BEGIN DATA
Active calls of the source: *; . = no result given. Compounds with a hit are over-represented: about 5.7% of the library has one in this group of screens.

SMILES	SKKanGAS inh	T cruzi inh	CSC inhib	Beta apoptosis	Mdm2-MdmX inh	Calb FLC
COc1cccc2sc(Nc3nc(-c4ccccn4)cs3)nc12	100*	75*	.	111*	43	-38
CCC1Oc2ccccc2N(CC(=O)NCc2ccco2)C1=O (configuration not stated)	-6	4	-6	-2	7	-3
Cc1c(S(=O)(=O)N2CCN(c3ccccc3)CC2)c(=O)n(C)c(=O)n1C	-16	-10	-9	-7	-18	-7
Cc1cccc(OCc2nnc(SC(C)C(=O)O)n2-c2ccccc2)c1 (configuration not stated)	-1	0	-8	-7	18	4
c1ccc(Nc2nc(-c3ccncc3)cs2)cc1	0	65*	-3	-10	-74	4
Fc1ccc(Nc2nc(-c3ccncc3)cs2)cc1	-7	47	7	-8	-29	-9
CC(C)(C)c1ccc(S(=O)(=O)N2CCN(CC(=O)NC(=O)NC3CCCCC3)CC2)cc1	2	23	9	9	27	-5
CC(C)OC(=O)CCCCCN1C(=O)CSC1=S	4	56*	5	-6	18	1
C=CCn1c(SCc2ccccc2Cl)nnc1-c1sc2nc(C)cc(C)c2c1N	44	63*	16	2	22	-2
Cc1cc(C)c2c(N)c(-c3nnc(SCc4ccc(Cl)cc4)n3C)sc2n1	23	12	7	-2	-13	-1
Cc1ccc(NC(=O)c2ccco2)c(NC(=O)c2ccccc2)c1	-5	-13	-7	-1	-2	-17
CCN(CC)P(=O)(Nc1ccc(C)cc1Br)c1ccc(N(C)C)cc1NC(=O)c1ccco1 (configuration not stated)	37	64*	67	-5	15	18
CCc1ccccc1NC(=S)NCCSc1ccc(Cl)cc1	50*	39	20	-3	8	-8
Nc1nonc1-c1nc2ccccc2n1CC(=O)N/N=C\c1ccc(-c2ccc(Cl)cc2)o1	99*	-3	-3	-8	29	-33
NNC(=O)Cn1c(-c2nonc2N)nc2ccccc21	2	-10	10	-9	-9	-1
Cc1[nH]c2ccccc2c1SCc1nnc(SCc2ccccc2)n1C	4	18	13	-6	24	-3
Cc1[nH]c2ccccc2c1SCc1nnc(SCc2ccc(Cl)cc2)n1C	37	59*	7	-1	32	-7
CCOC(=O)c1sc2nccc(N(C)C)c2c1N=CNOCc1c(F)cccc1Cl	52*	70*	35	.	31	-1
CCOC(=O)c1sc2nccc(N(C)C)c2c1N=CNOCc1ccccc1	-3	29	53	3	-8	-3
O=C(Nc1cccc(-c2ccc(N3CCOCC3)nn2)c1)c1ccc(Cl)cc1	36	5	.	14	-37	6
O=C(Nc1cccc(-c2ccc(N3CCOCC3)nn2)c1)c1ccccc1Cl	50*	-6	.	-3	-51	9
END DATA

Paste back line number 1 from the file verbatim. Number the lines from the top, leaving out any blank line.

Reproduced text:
Active calls of the source: *; . = no result given. Compounds with a hit are over-represented: about 5.7% of the library has one in this group of screens.